''                    o:eanrrar!cn, u k c h
                                                                                                                   as a rcsuii a i ;cn;i;;ation b ) the b o ~ r d .his the r g h t to oc the
                                                                                                                   :oilccilrc bargnmmg agent o f d i cz;pluycm in m apporpiilre b a r p m -
          ;$89-lj Staiemm:uffindin@ and policy. The .cg:siaiirr 5rrdi :?r:l,x%-                                    In8 U",, *,:hotit dntnrnlnat:i;,, mi; witllilui regard to ~ 3 ~ ! 0 > e e      or-
dc;x,;on mr~ixig rc                                                        g
                                   xilccrr w r , r i i h m i a r r r c n n g o r c m r n r r r W e r e pubit;      g.inir;ri;oii    mcmberihsp.
cncloyees ioic hero grun:cd #hi. r:ghr rc s h i n :n :he accnmn-inrkng p ; o ~ e i                                 ~ - F ~ C L . ' ; ~ ~ , idcn:lt;c;iiron d m c m a p :SSUCS in p a r i i c ~ i i i
                                                                                                                                        mcic, ~ ~ "
.:;Tec:,ng *a#- i3,d a0ik:ne _aiiui:;ari. :he, " l i e be:orne more :is?Un*I\C m a
better .,?ie to c r b a a g c i d e i i and !::!oimnxon oi: ~.ycra:tu;:~
irxi~is.Aic.,rdlngr!, go.orcmrncnr ,i
                                                                                      usra :ne;r idnnnri-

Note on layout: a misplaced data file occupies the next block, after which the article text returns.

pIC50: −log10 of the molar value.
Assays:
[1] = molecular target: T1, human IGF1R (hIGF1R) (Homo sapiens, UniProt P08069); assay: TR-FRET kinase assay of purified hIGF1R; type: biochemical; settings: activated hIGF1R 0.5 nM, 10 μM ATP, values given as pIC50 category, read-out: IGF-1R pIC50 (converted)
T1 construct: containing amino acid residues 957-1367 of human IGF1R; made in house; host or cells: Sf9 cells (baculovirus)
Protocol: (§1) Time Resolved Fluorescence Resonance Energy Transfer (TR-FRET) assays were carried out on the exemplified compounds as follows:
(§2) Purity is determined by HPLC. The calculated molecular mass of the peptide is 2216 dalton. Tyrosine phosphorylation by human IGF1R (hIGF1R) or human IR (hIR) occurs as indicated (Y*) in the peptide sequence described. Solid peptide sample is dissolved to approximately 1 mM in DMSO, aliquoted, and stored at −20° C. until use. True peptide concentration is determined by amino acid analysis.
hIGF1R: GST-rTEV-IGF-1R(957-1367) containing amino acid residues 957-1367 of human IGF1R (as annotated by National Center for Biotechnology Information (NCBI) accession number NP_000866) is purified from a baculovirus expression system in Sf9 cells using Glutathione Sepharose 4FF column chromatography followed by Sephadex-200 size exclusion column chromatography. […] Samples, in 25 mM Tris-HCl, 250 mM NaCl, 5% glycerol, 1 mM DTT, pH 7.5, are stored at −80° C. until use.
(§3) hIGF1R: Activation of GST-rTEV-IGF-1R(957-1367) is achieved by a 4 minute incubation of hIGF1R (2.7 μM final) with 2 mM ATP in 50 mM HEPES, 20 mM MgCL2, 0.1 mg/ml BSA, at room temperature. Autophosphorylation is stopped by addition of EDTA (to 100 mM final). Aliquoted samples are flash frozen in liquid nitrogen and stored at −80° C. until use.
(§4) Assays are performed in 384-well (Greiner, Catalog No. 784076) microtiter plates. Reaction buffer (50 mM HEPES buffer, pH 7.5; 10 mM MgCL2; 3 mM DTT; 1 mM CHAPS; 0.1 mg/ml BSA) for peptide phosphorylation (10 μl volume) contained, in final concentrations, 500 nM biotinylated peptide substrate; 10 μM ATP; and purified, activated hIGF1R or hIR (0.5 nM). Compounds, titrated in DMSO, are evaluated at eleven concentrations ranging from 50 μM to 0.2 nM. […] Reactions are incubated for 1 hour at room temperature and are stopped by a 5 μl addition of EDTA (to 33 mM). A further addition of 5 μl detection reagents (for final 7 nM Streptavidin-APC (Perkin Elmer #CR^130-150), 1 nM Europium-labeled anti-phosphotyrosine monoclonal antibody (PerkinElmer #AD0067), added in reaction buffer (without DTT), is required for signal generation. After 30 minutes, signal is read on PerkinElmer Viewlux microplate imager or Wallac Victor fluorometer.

made n.o:c erT:~;rxrc. The iegli:aior< i ~ r : h e i
                                                                                                                   tatCermcn        "
                                                                                                                   ,mp&ic, ~FIICW oilhe ~U,LI:OPIS~/ih~parr::sn:~ti rr30ic:ion oi:a;ruai
                                                                                                                                       r cir mcrc .mpan:ni fuct-iz:dcrs, a m the making oi
                                                                                                                                       ;i
                                                                                                                                           for icrtlemcnr oi tnc ,mp;iiu
Inns :hat rne oactmcn! r; p > v t ; \ c iki.;i:at:on crrmln-ir:g uidtt:?m < uil x                      p:t           ~ r n ~ " . ~ ~ ' ' ;axl;re of,%                                         irpie-